Pop art got its name from Lawrence Alloway, who was a British art critic in 1950’s. The name “Pop Art” reflected on the “familiar imagery of the contemporary urban environment” (kleiner, 981). This art form was popular for its bold and simple looks plus its bright and vibrant colors. An example of this type of art is the oil painting done by Andy Warhol, “Marilyn Diptych” (Warhol, Marilyn Diptych) in 1962. The Pop art movement became known in the mid-1950 and continued as main type of art form until the late 1960’s. The Pop art movement, was a movement where medium played a huge part in the society, with it reflecting on advertisements, comic strips and even celebrities, like Marilyn. This movement also has a large background and artist that are deeply connected.
The pop art movement didn’t just take place in the United States, it actually started in Britain. It started with an independent group, with a mixture of different type of artist, from sculptors to painters. Though by the mid 1960’s, the United States pop art had taken on the movement and it was so popular and bold, that it soon influence other countries such as Britain.
In United States, many artist had been inspired by the movement, artists like Andy Warhol, Roy Lichtenstein and James Rosenquist. Though not everyone thought the Pop art movement was purposeful, and these artist that had been involved in the Pop art movement, “were still labelled by critics as New Realists” (ENCYCLOPEDIA OF ART HISTORY). During the movement there were two big known art shows called “The New Painting of Common Objects” and “New Realism”; these two art shows were another reason the pop art movement got its name Pop Art, “because the critics found discomfort with the...
... middle of paper ...
.... The movements boldness and bring colors, and the willingness to be different, made this movement stand out from other movements. The pop art movement wanted to have a statement be made to the public, and the movement truly did.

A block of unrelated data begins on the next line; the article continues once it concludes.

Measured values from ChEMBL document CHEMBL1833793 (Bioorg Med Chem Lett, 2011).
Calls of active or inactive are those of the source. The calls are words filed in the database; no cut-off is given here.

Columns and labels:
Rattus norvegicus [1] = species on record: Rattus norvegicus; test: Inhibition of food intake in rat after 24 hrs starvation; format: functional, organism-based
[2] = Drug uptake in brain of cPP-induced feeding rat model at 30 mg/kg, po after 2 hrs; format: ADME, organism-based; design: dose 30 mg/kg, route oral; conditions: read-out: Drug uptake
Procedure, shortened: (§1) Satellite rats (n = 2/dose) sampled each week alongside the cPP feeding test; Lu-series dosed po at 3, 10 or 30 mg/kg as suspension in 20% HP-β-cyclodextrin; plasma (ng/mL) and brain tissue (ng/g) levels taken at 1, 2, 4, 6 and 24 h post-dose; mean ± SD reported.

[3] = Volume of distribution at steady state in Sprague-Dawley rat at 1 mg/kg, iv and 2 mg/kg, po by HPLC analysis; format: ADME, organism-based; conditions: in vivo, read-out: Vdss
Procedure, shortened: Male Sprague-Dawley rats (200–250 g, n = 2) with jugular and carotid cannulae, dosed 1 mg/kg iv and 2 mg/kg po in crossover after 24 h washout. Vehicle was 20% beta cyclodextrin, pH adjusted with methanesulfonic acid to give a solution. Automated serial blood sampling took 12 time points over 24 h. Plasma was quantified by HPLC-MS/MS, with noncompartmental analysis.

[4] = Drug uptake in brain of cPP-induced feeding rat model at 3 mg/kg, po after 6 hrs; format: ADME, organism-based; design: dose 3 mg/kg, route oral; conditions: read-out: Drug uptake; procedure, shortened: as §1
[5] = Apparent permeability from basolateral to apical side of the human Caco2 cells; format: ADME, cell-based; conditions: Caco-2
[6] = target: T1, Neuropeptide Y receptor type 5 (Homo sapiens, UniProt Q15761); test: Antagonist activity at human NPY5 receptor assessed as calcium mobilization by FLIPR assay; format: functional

ENCYCLOPEDIA OF ART HISTORY. visual-arts-cork.com. 2013. web. 20 November 2013.
Kleiner, Fred S. Gardner's Art Through The Ages. Boston: Clark Baxter, 2009. Print.
Lichtenstein, Roy. Hopeless. lichtensteinfoundation.org. web.
Moffat, Charles. http://arthistoryarchive.com/arthistory/popart/Andy-Warhol.html. November 2007. web. 22 November 2013.
The Art Story Foundation . theartstroy.org. 2013. web. 22 November 2013.
Warhol, Andy. Campbell's Soup Cans . The Museum of Modern Art. MOMA: The Collection. NY, 2013. Web.
Warhol, Andy. Marilyn Diptych. Tate Gallery. The Andy Warhol Foundation for the Visual Arts. London, 2009. web.
Need Writing Help?
Get feedback on grammar, clarity, concision and logic instantly.Check your paper »
- The Pop Art movement, centralised in the United States during the 1950s-60s, was a stage in the post modernism era in which the line between low art and high art was blurred and art was more accessible to the general public (Gambino, 2011). Andy Warhol was an iconic artist during the pop art movement alongside artists like Rauschenberg and Lichtenstein. “Campbell’s Soup Cans” (1962) and “Marilyn Diptych” (1962) depict icons from two different contexts and illustrate the theme of over consumption in post war United States.... [tags: Campbell's Soup Cans, Andy Warhol, Pop art]
1639 words (4.7 pages)
- The day he died- Feb. 22, 1987- they announced it on Mtv. Devastated in the earnest and overblown way only a sixteen year old girl can be- I cried myself hoarse. I wore all black to school the next day. As I skulked through the doors, some kid randomly mocked my Victorian mourning-esque style, asking -”Sheesh. Who died?” We were both rendered speechless after I told him who had died...and the poor kid had no idea who Andy Warhol was. Nearly thirty years later, it still blows my mind that anyone fortunate enough to be alive during the time that Andy Warhol was alive, creating and marketing his art wouldn’t know his name.... [tags: Andy Warhol, Pop art, Art, Campbell's Soup Cans]
934 words (2.7 pages)
- Changes during the “Pop Art” Movement “Pop art” was a 20th century art movement that utilized consumerism and popular culture. Andy Warhol, for example, changed the imagery of everyday objects, as well as entertainment figures, through distorted shapes, sizes, and bold colors. As the decades passed, the style of “pop art” slightly changed as well. Later artists, such as Tom Wesselmann and Allen Jones presented their subject matter in a more shocking perspective. Women, and more specifically their bodies, were often the target of graphic manipulation.... [tags: Andy Warhol Pop Art]